City biotech sold to MGI Pharma for $177 million

Guilford Pharmaceuticals is latest in mergers trend

Operation to stay in Baltimore

Shares rise 41% after deal with Minnesota buyer

July 22, 2005|By Tricia Bishop | Tricia Bishop,SUN STAFF

After a year of layoffs, restructuring and a management overhaul, Baltimore biotech Guilford Pharmaceuticals Inc. announced yesterday its sale to cancer-drug maker MGI Pharma Inc. of Bloomington, Minn., in a deal worth $177.5 million in cash and stock.

Guilford shares jumped 41 percent yesterday on the Nasdaq stock market, rising 99 cents to close at $3.40 on the news after months of revitalization efforts under Dean J. Mitchell, the chief executive officer brought in from Bristol-Myers Squibb Co.

MGI, with about 300 employees, said it plans to maintain the Baltimore operation and retain many of Guilford's 250 staff members, particularly those in research and development and sales. Over the past eight months, Guilford eliminated about 60 jobs.

The sale is the latest in a string of mergers and acquisitions in the biotechnology sector pairing bigger, cash-rich - but product-poor - pharmaceutical companies with smaller, indebted biotechnology companies that have promising pipelines of potential new therapies. Last week, GlaxoSmithKline took over Seattle-based biotech Corixa Corp. Pfizer Inc., the world's largest drugmaker, paid nearly $2 billion last month to acquire Vicuron Pharmaceuticals Inc., a Pennsylvania biotech yet to commercialize anything.

"Big pharma is running out of products, biotech has got it," said John W. Holaday, founder of Rockville-based EntreMed Inc., another Maryland biotech, and now board chairman of Harvest Bank of Maryland. "It makes sense to acquire."

Within the next two years, patents on drugs worth about $85 billion are expected to expire, opening them up to generic copycats, said Holaday, who was preparing to give a presentation on the topic at a biotechnology conference yesterday in Rockville. And few companies have backup drugs waiting in the wings to replace the revenue. That's where biotechs come in.

While MGI isn't huge, it's bigger than Guilford, with an estimated market value of about $1.9 billion compared with Guilford's $158 million. The decision will give MGI a third location - the company also has a division in Lexington, Mass. - along with a marketed brain cancer treatment, called the Gliadel Wafer, to add to its oncology portfolio.

The wafer, which is put in place after a tumor is removed to destroy any remaining cancerous cells, brought in about $27 million in revenue last year. It is expected to generate $38 million this year.

MGI will also acquire Guilford's Aquavan, a sedative in late-stage clinical trials that has had a rocky road recently, but is expected to be widely used during office procedures if approved. MGI estimates it could one day bring in $250 million in annual sales.

"[This will] allow us to move into a new market segment," said Leon O. Moulder, MGI's president and chief executive officer. "The way we build our company is through transactions," he said. Last September, MGI bought two other companies.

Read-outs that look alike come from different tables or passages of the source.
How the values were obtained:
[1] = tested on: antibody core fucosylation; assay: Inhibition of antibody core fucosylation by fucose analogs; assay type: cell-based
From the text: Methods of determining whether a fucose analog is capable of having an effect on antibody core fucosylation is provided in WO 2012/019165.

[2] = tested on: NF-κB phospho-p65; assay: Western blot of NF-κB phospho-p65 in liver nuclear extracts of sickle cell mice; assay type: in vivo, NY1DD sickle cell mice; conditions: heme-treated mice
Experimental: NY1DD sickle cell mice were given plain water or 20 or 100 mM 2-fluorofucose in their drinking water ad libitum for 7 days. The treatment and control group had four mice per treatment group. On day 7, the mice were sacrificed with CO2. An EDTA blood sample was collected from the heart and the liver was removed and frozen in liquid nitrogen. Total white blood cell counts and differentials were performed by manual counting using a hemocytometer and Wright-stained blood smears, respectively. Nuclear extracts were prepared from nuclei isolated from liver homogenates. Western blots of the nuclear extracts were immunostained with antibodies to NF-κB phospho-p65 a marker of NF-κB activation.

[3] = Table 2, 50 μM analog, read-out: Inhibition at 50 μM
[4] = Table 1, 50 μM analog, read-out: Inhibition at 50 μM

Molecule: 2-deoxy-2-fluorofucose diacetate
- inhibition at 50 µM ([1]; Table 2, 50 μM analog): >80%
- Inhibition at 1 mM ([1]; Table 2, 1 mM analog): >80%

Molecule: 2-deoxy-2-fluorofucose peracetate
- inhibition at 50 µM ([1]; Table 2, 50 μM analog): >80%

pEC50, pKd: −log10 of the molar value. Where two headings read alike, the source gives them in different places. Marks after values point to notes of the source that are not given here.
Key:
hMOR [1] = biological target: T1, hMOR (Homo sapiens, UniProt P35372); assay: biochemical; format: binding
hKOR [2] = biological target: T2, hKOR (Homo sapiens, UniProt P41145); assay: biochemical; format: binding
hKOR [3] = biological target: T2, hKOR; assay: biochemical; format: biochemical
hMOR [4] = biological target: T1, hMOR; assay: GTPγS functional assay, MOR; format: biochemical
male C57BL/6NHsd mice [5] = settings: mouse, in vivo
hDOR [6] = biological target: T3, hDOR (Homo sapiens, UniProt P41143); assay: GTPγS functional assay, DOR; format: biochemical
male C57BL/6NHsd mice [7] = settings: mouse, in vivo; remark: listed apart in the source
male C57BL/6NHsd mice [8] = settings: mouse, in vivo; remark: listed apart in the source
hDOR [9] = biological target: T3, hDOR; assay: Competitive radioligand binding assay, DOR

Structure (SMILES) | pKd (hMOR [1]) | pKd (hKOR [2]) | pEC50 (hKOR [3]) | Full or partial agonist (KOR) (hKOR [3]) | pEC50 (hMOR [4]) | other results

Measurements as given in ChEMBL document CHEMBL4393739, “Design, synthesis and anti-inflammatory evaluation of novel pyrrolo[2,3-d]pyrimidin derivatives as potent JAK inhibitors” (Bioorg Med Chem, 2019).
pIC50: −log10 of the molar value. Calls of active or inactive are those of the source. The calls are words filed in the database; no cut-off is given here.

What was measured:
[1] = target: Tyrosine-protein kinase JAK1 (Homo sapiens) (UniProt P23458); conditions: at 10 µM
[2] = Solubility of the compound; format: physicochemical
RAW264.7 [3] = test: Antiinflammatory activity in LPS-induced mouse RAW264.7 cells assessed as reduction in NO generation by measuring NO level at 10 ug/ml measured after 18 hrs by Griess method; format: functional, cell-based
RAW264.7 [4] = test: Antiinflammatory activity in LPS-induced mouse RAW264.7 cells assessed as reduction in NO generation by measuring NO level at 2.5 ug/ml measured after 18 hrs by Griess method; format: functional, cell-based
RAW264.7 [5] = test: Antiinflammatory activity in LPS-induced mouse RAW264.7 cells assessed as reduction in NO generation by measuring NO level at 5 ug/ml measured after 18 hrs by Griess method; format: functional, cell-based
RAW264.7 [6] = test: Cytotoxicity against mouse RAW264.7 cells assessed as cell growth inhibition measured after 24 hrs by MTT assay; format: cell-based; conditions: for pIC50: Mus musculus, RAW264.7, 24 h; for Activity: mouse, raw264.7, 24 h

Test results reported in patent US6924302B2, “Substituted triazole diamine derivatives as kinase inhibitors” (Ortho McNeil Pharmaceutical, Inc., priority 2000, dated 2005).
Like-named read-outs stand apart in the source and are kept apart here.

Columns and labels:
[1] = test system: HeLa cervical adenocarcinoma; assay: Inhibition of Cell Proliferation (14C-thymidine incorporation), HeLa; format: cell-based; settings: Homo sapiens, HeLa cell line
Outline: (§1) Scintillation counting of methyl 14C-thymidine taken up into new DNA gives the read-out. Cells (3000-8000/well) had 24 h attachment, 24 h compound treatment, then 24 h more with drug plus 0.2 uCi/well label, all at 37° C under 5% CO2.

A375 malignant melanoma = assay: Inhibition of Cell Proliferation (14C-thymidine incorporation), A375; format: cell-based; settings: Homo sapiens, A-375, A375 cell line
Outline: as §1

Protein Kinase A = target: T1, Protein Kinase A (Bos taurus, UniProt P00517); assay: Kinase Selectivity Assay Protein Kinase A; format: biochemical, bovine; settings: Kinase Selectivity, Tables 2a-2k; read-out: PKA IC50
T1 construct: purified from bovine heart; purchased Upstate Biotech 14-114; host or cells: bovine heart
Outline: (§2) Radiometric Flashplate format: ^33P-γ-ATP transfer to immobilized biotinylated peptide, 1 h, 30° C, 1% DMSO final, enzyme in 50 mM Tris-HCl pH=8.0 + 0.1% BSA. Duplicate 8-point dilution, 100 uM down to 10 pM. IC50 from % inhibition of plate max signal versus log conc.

With Guilford, MGI will also acquire debt - nearly $70 million worth. MGI will also have to deal with Guilford's troubled properties: Trials of its drug Aquavan, a sedative expected to be used during treatments such as colonoscopies, were halted in March because of dosing issues. Guilford's Aggrastat Injection, a heart attack treatment, hasn't lived up to its sales expectations, and Guilford has been trying to unload it as part of a reorganization announced in April. MGI said it will do the same with Aggrastat.

The Minnesota company expects to post a loss for 2005 because of the acquisition and the money it plans to invest in Aquavan, which should resume trials next week.

Moulder said MGI intends "to be profitable next year," although Guilford has never managed a profit in 12 years. Guilford's revenue last year of $47.9 million was up 74 percent over 2003, but the company still managed to have a similar increase in its loss for the year.

In December, Guilford replaced its science-trained founder, Craig R. Smith, a former professor at the Johns Hopkins School of Medicine, with Mitchell, a former vice president of strategy at Bristol-Myers Squibb.

"I was brought in to maximize shareholder value," Mitchell said yesterday, amid questions that he was brought in to prepare the company for sale, which he denied. As recently as this spring, he said he "felt very bullish about being able to succeed as a stand-alone company."

But, he added, when MGI approached the company about two months ago about a possible acquisition, it became clear that "was a more attractive option."

Guilford's only option for raising cash to further its products was to offer more stock. That would have further diluted shares for current holders, something Mitchell wanted to avoid. That option likely wouldn't have raised as much money, either, analysts said.

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